If there is one universal struggle, it’s the struggle to keep the urgent from crowding out the important. For today’s knowledge workers, the struggle is real.
Last month, Carl Ryden wrote about this concept in his blog post Putting First Things First.
Today, Dallas and Jess will zoom in on what exactly that means for lenders.
Hi and welcome to Lender Performance, your guide to becoming a better lender. I’m your host, Jessica Stone, Director of Client Success here at PrecisionLender and I am joined by Dallas Wells, our Executive Vice President of Banking Strategy. Thanks for joining us today. We’re going to talk about a blog post that was written recently by our CEO, Carl Ryden a couple weeks back called “Putting First Things First.” In this blog post, Carl talked about a struggle to keep the urgent from crowding out the important. Dallas, you want to expand on that a bit?
This is one of Carl’s favorite stories. It comes from a class he was in when he was at MIT. They have the author of “The Seven Habits of Highly Effective People”, a guy called Stephen Covey, came to MIT and was talking to a room full of students. This is a story that I’ve heard a couple different versions of, but Covey has a little different twist on it, it’s really good. Carl uses it to make some good points to banks about prioritizing things and figuring out this tricky thing of, “Do we work on what’s important or are we working on what’s urgent and right in front of us?”
The story that Covey tells is, he comes in to the class, and he puts a big glass jar on the table in front of him, and he fills it up with big rocks the size of a fist. When no more rocks will fit in the jar, he asks the room, “Is the jar full?” Everybody in the audience says, “Yes, it’s full. There’s not room for any more rocks.” Then Covey takes out a container of pebbles, he pours those into the jar, and they surround the bigger rocks. Then he says, “What about now, now is it full?” The crowd responds this time, “It’s a little bit mixed.” The jar looks full, but they could sense that Covey was making some sort of point here with this, obviously. He reaches below the table and he pulls out a container full of sand. He pours in the sand, and it goes in between all the pebbles. Then he says, “Is the jar full now?” Now everybody in the room is really certain that they’ve got this figured out. “No, of course it’s not full.” Covey says, “Good.”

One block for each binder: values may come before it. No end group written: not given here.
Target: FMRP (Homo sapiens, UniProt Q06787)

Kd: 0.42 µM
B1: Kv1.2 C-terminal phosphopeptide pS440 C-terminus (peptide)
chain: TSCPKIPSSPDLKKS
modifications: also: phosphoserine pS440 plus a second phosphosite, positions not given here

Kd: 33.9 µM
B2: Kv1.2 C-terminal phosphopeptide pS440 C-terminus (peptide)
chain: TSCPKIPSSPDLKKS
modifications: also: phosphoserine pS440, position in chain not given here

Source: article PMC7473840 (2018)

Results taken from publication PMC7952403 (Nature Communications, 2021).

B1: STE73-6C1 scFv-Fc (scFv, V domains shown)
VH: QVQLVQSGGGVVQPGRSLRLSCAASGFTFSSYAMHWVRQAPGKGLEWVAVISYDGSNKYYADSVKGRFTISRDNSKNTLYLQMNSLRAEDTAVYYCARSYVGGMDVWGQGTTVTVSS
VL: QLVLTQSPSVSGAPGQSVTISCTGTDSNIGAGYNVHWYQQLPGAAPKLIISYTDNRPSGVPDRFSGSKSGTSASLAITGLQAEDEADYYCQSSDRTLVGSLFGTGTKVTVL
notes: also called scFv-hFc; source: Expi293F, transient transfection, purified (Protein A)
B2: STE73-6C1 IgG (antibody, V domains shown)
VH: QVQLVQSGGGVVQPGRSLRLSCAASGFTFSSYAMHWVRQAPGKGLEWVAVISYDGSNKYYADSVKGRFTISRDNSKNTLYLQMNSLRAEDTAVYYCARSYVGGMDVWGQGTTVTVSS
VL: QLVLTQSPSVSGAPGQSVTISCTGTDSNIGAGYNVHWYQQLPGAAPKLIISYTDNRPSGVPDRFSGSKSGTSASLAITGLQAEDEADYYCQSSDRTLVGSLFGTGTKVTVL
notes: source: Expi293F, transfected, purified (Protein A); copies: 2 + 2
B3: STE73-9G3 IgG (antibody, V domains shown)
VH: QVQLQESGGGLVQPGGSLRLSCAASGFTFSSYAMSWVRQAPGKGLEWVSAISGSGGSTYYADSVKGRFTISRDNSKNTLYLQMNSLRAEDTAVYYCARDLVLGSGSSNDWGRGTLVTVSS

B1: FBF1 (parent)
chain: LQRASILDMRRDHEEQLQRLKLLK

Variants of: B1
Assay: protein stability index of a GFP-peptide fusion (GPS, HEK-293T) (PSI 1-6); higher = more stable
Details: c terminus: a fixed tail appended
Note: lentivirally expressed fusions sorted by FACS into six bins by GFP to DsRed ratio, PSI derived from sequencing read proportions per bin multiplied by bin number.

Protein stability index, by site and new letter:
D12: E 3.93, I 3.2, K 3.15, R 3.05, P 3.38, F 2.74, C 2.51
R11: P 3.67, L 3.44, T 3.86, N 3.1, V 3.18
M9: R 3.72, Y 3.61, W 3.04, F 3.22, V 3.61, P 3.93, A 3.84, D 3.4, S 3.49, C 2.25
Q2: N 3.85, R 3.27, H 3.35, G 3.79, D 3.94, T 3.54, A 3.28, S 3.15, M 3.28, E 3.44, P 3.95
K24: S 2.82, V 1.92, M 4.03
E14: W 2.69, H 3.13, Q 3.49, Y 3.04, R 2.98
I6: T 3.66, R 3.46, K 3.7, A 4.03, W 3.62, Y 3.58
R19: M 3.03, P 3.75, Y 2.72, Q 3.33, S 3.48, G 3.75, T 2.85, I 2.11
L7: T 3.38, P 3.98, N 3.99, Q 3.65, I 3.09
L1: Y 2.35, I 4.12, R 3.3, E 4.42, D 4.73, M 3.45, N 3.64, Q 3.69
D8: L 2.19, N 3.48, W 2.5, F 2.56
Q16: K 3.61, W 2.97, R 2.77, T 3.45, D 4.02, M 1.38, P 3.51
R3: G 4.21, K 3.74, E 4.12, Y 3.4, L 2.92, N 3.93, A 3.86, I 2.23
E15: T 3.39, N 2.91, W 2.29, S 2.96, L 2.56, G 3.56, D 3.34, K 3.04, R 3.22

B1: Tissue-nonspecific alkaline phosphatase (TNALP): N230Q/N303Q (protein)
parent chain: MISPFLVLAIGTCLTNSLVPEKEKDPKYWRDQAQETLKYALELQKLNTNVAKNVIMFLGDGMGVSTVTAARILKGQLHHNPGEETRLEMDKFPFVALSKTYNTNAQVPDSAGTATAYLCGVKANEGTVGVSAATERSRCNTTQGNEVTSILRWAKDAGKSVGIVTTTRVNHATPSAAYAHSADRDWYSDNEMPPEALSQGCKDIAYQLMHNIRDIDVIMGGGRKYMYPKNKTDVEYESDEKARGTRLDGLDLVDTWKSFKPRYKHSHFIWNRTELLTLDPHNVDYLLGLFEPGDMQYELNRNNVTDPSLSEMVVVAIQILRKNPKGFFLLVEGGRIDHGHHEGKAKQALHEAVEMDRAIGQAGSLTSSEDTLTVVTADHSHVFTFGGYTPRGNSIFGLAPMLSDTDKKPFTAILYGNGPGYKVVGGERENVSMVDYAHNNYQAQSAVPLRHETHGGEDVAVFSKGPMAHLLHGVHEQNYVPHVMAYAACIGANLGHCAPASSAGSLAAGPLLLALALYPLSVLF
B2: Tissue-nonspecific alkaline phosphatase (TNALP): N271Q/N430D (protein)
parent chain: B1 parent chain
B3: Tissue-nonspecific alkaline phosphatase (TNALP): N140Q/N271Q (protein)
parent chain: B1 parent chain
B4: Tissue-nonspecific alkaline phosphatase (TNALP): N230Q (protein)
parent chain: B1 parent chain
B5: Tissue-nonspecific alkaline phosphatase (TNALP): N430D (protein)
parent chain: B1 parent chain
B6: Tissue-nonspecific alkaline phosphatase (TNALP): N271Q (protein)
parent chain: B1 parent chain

Now he pulls out a container of water, he pours water in, it goes into the sand, fills it all the way up to the top. Now he asks the room, “What was the point of this? What’s the lesson to be learned?” As Carl puts it, this is a room full of people doing an MBA program at MIT. You’ve got the classic room full of Type A types, overachievers in there. They all think that the answer’s obvious. If you’re creative, if you’re diligent, if you’re really persistent, you can always find time to do one more thing. You can always add something more to your to-do list, or one more project, or something else into the budget or the plan, you can always make it work no matter how full things seem.
Covey smiles, and shows them the trick that he’s pulled which is that he says, “No, the lesson here is that if I hadn’t put the big rocks in first, I never would have been able to get them into the jar. In your business and your life, you have to put forth the effort to identify the big rocks, and then make sure that you put those in the jar first or they’ll never make it in because the jar is already full of the little stuff.” It’s a powerful visual, and it’s really important for banks, and this is some version of this conversation all the time. Banks need to ask themselves, what are their big rocks? What are the things that need to go in first? That’s the big takeaway there.
I know that as Carl puts it, “In the wake of the financial crisis, banks were particularly susceptible to what’s urgent versus what’s important,” because they had to tackle urgent matters in order to survive.
Now hopefully things can take a beat and figure out that urgent versus important. With that story in mind, Dallas, what do you think are the types of things that a bank might consider ‘the big rocks’ for them?
They way we look at this, and the way we see some of those high-performing banks looking at this, really to look at the next quarter’s earning and what you hear especially from the larger banks is, “Well, we’ve just gotta cut costs, we’ve gotta reduce head count, and we’ve gotta cut size back a little bit.” They’re in this mentality of we have to cut in order to survive, we have to remove all this excess stuff, and what they’re then doing is constantly cutting away. Now there’s this reducing revenue stream too, which means compressing margins and getting rid of lines of business, getting rid of production staff, getting rid of their support staff, so there’s less and less revenue which means next quarter you’ve got to come back and do it again. There’s this constant cutting away, and now they’re … They’ve done this enough quarters in a row that they’re cutting at the core fundamental parts of the business. The big rocks are the things that some of those non-bank competitors are starting to do really well, which is focusing on the customer.